Is Arabica in endanger of extinction?
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In the last few weeks, popular media picked up on a scientific article looking at the threat of climate change to the Arabica coffee plant. The word ‘extinction’
grabbed my attention; it may have made you splutter your morning brew as well. Depending on which article you read, the situation is not as dire as it may sound – we may not need to switch to tea anytime soon. But, the threat is noted and a worst case scenario is not impossible. In fact, very similar events have happened before –both in the natural history of the world, and in commercial agriculture.
The news articles were concerned with research done by the Royal Botanical Gardens of Kew. The project that produced the paper was led by Dr Aaron Davis
– who prefers his single estate roast with milk in morning, but medium-long black for the rest of the day. “Our study was focused on wild (indigenous) Arabica in Ethiopia and South Sudan.
Wild arabica in the south of Ethiopia
The predictions show a negative impact across different emission scenarios for wild Arabica.” The direst predictions calculated that it would only be viable in 0.3% of its current range. They admit, this just looks at climate scenarios – it doesn’t account for things like the already fragmented habitat, changes in flowering or the role of birds in seed dispersal. While most of us don’t drink wild Ethiopian ‘forest’ coffee regularly, the threat to us lies in the genetic reserve that it provides commercial crops. But, more on that later.
The reason a warmer climate is a threat, is due to Arabica’s preference for tropical highlands. As climate changes, this vertical layers shifts with it. If you recall Al Gore’s An Inconvenient Truth, he showed this with malarial mosquitoes being able to take hold in cities such as Harare and Nairobi – formerly too high and cool for them.
Such extinctions have taken place at numerous times in the Earths’ history. In Europe and Asia, mountain ranges tend to run from east to west. During previous Ice Ages, advancing cold expanding from the Arctic effectively crushes species against mountain ranges from the Pyrenees to Himalayas as plants favouring a warmer climate cannot flee over the cold high peaks. However in Africa and the Americas, they tend run north to south and so these places enjoy much higher plant diversity as extinctions have been less. This is possibly why many domesticated plants come from the New World.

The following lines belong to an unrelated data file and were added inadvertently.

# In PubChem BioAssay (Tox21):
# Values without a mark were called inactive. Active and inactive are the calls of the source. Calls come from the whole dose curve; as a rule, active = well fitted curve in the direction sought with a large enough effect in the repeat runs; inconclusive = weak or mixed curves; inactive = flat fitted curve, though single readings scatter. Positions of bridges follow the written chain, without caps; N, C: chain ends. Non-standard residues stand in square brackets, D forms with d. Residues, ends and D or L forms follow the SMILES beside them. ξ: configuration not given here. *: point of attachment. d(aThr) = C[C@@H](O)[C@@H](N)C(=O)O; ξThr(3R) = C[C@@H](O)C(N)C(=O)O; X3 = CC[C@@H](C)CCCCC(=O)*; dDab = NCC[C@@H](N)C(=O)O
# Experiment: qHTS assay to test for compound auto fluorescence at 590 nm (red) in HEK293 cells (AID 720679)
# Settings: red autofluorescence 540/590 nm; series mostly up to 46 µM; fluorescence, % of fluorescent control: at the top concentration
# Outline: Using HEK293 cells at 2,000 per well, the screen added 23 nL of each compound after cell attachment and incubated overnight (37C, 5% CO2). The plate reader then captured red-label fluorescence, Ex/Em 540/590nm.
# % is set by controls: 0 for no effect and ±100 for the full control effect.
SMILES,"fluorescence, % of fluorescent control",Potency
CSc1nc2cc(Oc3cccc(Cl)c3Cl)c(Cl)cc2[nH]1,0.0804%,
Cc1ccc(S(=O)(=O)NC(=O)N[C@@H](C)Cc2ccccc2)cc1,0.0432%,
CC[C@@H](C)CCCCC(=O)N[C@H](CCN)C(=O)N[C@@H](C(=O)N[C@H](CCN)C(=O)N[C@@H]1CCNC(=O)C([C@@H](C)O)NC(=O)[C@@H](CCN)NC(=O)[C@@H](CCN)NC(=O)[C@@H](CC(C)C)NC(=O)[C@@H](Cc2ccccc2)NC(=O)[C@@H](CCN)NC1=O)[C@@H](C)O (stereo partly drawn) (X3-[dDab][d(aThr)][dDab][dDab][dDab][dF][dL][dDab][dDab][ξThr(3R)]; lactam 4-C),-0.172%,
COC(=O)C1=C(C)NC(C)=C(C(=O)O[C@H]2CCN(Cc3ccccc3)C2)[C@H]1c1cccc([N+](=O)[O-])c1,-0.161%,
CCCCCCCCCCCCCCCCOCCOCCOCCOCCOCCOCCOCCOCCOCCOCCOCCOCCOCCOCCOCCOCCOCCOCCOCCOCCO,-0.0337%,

The problem now with a warming climate, is that wild Arabica is already at the end of its range. Under the worst scenarios, it can’t climb higher and it can’t flee to a cooler north either – blocked by the lowlands of Sudan and the Sahara. Should these scenarios come true, we would be left with very little genetic diversity amongst the remaining Arabica plantations around the world.
In Ethiopia itself, “optimum cultivation requirements are likely to become increasingly difficult to achieve in many pre-existing coffee growing areas, leading to a reduction in productivity, increased and intensified management (e.g. the use of irrigation), and crop failure,” explains Dr Davis. To counter this, he suggests improving the existing coffee reserves and then finding more climate resistant varieties, or even using a different species, such as Robusta.
The implication for the global coffee industry is that in the event of a disease or pest, there is very little genetic diversity amongst cultivated coffee to resist it. One bug could wipe it all out, and climate change increases the chance of such a bug appearing. Yet, without that wild reserve, there’s nowhere to go to look for resistant plants. If it were to occur, we’d be very lucky to escape a change in flavour from all this, and the least that could be expected is a price shock.
There are two pertinent examples of this from recent history.
The first comes from wine, where a North American root mite called phylloxera escaped into Europe and decimated vineyards. Native American vines, which aren’t great for wine, provided resistant root stock onto which almost all wine grapes are grafted onto today. While the wine industry was saved, the debate raged as to whether pre-phylloxera wine was superior.
The little root mite that crippled the European vineyards.
The second warning comes from bananas. Bananas don’t produce fertile seeds and are propagated by taking part of the root system, or even part of the stem and transplanting it. This means bananas have extremely low genetic diversity. If you enjoy the taste and creamy texture of bananas now, you would have loved to have tasted the current Cavendish banana’s predecessor – the Gros Michel. Panama disease effectively wiped out this strain in the 50’s and 60’s and the Cavendish, which showed resistance as well as a better shelf-life, took its place. While there are some diseases that threaten the Cavendish, it doesn’t face immediate collapse. Yet, there isn’t another banana around at the moment that can replace it.
So what are the implications for coffee? We are yet to see a global pandemic amongst coffee, but it’s not impossible. The key is to ensure that we have a genetic library to go to, and the best place for this is its natural habitat – as you know with your beans, viable coffee cherries don’t store well. The good news is Dr Davis and his associates are working hard to ensure these genetic reserves are protected, and exploring the world – from West Africa to Australia to find new coffee species. And although they are turning up, their usefulness to us is still being tested. In the meantime, enjoy the Arabica as you like it, but also get out there and taste as many obscure things as you can – it may be a privilege not available to you in the future.
So we can breathe a sigh of relief for now, but it does make you want to go out and find some delicious Ethiopian coffee while you still can :)